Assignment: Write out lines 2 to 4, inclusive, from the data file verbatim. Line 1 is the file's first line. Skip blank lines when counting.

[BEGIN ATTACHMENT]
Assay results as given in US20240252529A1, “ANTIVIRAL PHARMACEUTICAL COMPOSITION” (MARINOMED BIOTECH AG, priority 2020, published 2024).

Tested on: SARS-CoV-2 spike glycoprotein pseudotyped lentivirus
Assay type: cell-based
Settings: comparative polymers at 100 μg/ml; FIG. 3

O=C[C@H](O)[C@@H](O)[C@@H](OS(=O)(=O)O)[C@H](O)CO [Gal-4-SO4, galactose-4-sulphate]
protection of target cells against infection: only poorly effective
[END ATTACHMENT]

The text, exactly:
Tested on: SARS-CoV-2 spike glycoprotein pseudotyped lentivirus
Assay type: cell-based
Settings: comparative polymers at 100 μg/ml; FIG. 3